Mammogram Screening Age - #IChoose40

There is still some confusion regarding which guidelines to follow when it comes to screening mammograms. American Cancer Society (ACS) guidelines now recommend women start screening mammograms at age 45 instead of age 40, also mentioning that after age 55, mammograms could be cut back to every other year.

At Wheaton Iowa, we strongly encourage women without a family history of breast cancer (a.k.a women at average risk) to start having screening mammograms every year starting at age 40 to obtain maximum lifesaving benefits.

You have a choice! If you want to start your yearly mammogram at age 40, or keep receiving a yearly mammogram after age 55, talk to your doctor. 

Watch our video to learn more:

Additional Information

Breast cancer continues to be the most common cancer in women. Two thirds of new breast cancers are diagnosed in women without a family history of breast cancer. Having a mammogram that can detect cancer in its earliest, most treatable stage decreases the chance that a woman will need extensive treatment and/or die from breast cancer.  The death rate from breast cancer has declined steadily by over 30% since 1990, when women started obtaining annual screening mammograms.
Although the recently changed guidelines suggest delaying the onset of screening mammography for women with average risk to age 45, at the same time, the ACS strongly reaffirmed that mammography screening does save lives and that if a woman wants to maximally reduce her risk of dying from breast cancer, she could choose yearly mammography from age 40. In addition, ACS states that although transitioning to biennial screening is an option for women older than 55, if these women want to reduce, as much as possible, their risk of dying from breast cancer, they could choose yearly mammograms.  The American College of Radiology (ACR), the Society of Breast Imaging (SBI), and the National Comprehensive Cancer Network (NCCN) continue to recommend annual screening mammograms for women with average risk from age 40. 
At Covenant Comprehensive Breast Center, analysis of data from 2004 to 2013 shows that one fourth of diagnosed breast cancers have been tissue histologic grade three (most aggressive on pathology) with one fourth of these diagnosed in women younger than 45 years of age. Although these local statistics are similar to national level data, it reflects a sizable population of women, especially considering that, at this time, it is not possible to predict which average risk woman might get an aggressive type of breast cancer. If a woman over 55 years was to choose two year interval screening mammograms, then there could be significant delay in diagnosis, if she were to develop an aggressive breast cancer.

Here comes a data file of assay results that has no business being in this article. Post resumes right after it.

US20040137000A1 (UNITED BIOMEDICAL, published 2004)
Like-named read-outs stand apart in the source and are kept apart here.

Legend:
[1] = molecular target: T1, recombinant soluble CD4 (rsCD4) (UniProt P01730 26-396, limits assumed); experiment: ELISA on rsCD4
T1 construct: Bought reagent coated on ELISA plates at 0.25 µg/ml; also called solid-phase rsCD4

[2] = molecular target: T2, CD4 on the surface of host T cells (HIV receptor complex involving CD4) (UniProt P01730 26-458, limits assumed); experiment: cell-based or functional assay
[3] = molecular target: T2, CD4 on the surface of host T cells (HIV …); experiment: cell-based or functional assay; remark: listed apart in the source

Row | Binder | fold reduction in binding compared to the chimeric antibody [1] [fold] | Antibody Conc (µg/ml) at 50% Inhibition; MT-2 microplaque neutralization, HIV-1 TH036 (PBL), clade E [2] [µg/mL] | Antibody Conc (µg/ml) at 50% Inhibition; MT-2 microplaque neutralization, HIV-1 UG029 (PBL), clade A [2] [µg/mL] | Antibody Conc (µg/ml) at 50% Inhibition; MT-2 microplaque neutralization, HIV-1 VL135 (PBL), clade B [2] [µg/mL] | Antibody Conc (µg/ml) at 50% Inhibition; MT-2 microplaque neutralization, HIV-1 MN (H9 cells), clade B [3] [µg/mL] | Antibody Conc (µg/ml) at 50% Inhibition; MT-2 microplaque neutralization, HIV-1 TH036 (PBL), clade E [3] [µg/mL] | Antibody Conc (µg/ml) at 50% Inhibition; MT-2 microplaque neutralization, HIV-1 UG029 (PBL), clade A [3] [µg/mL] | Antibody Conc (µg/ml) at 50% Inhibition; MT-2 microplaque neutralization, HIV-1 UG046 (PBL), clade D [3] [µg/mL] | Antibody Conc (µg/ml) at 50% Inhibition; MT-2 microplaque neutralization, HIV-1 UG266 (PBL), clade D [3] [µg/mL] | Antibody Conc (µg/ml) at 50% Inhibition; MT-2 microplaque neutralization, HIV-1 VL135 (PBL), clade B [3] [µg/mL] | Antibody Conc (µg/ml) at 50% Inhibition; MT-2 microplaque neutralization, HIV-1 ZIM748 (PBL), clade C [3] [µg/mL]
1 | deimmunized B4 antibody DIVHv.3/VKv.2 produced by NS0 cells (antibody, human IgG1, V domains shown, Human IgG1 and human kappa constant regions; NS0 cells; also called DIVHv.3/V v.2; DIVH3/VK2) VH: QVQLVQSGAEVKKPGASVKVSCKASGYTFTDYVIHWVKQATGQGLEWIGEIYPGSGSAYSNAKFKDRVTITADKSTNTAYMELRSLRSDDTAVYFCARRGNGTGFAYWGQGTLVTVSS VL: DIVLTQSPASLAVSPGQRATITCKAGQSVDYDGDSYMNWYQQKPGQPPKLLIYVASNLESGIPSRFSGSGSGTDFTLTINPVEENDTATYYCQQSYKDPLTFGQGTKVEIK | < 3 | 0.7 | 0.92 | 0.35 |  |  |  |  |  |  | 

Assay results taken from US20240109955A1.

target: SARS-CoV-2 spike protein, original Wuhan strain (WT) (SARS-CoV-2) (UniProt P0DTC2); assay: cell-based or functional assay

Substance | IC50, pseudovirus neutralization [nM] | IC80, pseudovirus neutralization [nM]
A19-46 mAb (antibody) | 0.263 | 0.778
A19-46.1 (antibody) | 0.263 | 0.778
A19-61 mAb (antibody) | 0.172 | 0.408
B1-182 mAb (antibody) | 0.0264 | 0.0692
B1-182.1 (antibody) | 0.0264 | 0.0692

The National Accreditation Program for Breast Centers accredited Covenant Comprehensive Breast Center and Commission on Cancer accredited Covenant Cancer Treatment Center have a strong Breast Program Leadership team and highly engaged Cancer Committee that is comprised of breast surgeons, breast radiologists, pathologists, medical oncologists, radiation oncologists, and many trained breast health professionals who concur with ACR guidelines for breast cancer screening for women with average risk. These include:
  • Annual screening mammography starting at age 40
  • Monthly self-breast exam
  • Clinical breast exam (at least annual) 
The guidelines followed by Covenant Comprehensive Breast Center and Covenant Cancer Treatment Center are also supported by the mammography teams at Sartori Memorial Hospital and Mercy Hospital.